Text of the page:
- There were 1,313,776 students enrolled in higher education in 2013, a 4.5 per cent increase, or around 50,000 additional students compared with 2012 enrolments. Of these, more than 761,000 students were supported by the Government through a Commonwealth-supported place funded under the CGS.
- The proportion of students from low socio-economic backgrounds participating in higher education increased from 17.1 per cent in 2012 to 17.3 per cent in 2013.
- Over $1.68 billion was provided in research block grants to support research and research training across all disciplines in eligible Australian higher education providers.
- The number of students supported under the Research Training Scheme increased by 2.5 per cent to 25,782. Funding also supported 3500 new Australian Postgraduate Awards and 330 new International Postgraduate Research Scholarships.
- The Australian international education market continued to increase, contributing over $15.6 billion to the economy in 2013 from across higher education, vocational education and training, English language training and the schools sector. International student enrolments increased by 3 per cent from 2012 to 2013.
- In 2013, international student mobility grants were offered to more than 5000 Australian students to study overseas, compared with around 1300 in the previous year.
- Endeavour Scholarships and Fellowships were offered to 629 recipients for 2014.
- The establishment of the NCP, with over 1300 students to undertake short-term and semester study and work placements in Indonesia, Japan, Singapore and Hong Kong over 2014.
- Funding of $50 million was provided for 17 projects under the Higher Education Participation and Partnerships Programme to help disadvantaged students, particularly Aboriginal and Torres Strait Islander students, to attend university by partnering with schools and communities to build aspiration and prepare students for higher education.
- Under the National Collaborative Research Infrastructure Strategy, 27 research facility infrastructure projects have been supported to offer services to the research sector. The Collaborative Research Networks programme continued to support growth in the research capacity of 15 smaller and regional universities through partnerships with 18 larger more research intensive universities and 12 other publicly funded research and private organisations.
- The Review of the Demand Driven System was released in April 2014. The findings and recommendations of the report were used to inform the development of the higher education reform package announced in the 2014–15 Federal Budget.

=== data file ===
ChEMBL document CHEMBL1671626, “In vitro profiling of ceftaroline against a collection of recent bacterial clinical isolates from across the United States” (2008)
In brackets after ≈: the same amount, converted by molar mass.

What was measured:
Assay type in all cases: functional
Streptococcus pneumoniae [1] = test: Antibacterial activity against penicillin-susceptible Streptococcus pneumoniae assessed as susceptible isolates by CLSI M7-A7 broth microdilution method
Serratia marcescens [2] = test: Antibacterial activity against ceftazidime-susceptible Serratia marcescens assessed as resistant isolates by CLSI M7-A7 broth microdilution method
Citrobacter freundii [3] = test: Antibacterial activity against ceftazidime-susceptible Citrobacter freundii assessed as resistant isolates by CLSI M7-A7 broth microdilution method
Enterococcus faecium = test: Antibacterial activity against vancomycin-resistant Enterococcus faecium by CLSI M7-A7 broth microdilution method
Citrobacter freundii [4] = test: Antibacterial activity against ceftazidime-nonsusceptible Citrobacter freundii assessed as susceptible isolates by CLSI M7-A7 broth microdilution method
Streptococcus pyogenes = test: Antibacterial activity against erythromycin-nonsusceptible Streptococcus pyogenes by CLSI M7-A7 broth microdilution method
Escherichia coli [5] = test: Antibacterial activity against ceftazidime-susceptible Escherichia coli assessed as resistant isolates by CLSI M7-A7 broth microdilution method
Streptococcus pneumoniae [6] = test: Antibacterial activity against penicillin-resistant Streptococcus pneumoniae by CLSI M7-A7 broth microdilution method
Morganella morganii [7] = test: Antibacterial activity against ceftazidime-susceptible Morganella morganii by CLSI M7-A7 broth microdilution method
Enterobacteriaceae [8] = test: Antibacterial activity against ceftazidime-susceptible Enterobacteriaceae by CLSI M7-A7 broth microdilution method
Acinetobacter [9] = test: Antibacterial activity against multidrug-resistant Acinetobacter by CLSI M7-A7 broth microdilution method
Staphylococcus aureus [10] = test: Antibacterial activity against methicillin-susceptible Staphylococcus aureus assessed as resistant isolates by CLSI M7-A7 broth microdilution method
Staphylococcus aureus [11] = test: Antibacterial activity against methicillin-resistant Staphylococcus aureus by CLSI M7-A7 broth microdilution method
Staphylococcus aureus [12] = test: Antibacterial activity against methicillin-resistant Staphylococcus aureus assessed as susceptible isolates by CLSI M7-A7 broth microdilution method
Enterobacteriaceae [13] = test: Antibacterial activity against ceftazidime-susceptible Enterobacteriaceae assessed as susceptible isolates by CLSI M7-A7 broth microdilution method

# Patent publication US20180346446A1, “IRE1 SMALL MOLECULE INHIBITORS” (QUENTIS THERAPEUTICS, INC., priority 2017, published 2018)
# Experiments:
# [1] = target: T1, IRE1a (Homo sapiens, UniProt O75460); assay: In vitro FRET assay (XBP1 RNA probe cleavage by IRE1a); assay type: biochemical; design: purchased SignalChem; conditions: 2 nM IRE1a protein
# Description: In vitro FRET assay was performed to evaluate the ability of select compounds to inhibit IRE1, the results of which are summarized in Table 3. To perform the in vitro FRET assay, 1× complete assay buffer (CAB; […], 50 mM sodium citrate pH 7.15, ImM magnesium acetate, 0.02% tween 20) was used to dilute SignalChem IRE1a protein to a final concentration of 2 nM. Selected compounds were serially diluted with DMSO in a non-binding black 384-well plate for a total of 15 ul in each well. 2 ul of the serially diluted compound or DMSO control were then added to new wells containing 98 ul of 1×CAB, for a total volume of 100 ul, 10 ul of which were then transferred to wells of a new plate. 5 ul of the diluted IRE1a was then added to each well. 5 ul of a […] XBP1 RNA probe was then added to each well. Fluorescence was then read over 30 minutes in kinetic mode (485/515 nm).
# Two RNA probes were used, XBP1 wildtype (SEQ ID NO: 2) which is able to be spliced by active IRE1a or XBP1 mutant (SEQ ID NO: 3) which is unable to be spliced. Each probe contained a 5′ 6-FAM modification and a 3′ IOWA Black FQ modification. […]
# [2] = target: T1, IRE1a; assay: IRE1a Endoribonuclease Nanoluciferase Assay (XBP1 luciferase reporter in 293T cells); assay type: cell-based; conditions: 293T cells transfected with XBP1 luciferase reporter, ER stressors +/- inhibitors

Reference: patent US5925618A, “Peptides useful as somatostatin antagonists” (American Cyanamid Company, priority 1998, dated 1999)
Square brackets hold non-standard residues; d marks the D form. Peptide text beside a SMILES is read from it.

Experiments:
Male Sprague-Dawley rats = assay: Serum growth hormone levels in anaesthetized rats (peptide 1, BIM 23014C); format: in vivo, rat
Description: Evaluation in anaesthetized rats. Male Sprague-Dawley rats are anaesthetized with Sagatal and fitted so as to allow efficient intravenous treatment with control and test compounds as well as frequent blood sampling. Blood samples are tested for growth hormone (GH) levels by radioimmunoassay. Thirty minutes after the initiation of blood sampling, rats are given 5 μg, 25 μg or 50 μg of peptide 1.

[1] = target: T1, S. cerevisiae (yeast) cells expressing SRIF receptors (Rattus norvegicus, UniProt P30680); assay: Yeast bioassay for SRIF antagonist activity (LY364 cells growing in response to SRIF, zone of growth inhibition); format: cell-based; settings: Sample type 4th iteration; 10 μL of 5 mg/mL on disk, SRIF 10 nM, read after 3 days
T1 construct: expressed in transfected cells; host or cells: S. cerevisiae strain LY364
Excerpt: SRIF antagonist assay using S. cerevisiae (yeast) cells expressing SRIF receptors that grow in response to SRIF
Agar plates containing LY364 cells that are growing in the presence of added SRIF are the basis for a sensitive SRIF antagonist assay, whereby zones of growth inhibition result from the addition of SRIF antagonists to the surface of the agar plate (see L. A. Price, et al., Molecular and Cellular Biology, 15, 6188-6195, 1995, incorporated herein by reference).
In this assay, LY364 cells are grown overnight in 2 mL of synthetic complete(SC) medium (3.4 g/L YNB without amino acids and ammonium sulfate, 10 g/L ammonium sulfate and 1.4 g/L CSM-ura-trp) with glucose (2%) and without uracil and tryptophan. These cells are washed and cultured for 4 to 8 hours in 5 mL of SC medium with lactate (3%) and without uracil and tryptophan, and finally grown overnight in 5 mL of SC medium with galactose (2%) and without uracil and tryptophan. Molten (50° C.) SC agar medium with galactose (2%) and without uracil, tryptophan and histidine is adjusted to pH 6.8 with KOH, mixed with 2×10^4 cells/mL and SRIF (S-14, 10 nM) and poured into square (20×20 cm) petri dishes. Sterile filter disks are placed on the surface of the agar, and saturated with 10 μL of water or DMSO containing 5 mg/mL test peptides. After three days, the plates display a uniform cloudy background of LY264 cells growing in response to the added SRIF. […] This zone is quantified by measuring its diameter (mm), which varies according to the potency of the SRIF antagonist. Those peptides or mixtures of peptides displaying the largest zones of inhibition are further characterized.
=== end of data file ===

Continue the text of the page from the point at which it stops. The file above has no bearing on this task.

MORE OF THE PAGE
- In October 2013, the Government response to the Review of Higher Education Regulation was released, and all recommendations were accepted by the Government. First steps towards the implementation of an appropriate deregulatory agenda included changes to the work of the Tertiary Education Quality and Standards Agency ( TEQSA), with the establishment of the TEQSA Advisory Council and introduction of the Tertiary Education Quality and Standards Agency Amendment Bill 2014 to Parliament in February 2014.
- Seven national priority projects were supported under the Australian Maths and Science Partnerships Programme, totalling $5.2 million, to improve engagement in mathematics and sciences.
- Under the National Disability Coordination Officer Programme, 31 providers were appointed for the second round of funding for 2013–2016.
- The Office for Learning and Teaching funded 99 innovative projects, including in areas of learning analytics, graduate employability and technology-enabled learning; along with five major projects commissioned to enhance the training of maths and science teacher education. Citations and awards recognising quality higher education teaching practices were granted to 171 recipients.
The New Colombo Plan
More than 1300 undergraduate students from 39 universities across Australia will study and live in a country in the Indo-Pacific region in the 2014 pilot year under the Australian Government’s signature programme, the New Colombo Plan (NCP).
Students travelling under the pilot phase of the NCP mobility programme will take up places at institutions in Indonesia, Hong Kong, Japan and Singapore for study across a wide range of academic fields including law, education, culture, medicine, science, technology and engineering. Study experiences vary across projects and include both short-term study—including practicums, clinical placements, research, field studies and business internships and work placements—as well as longer-term semester-based study.
This year, Bachelor of Medicine and Bachelor of Surgery students from James Cook University travelled to Singapore for four weeks of medical clinical placements. The students were placed with the Singapore College of Family Physicians to observe specialist treatment practices for tropical diseases such as dengue fever. The students also gained experience in the challenges of working in rural and remote areas and building skills as generalist doctors.
The Government has committed $100 million in new funding over five years to implement the New Colombo Plan. The programme has two key elements: a mobility programme and a scholarships programme. It will be rolled out more broadly across the region from 2015.
The NCP is jointly administered by the Department of Education and the Department of Foreign Affairs and Trade.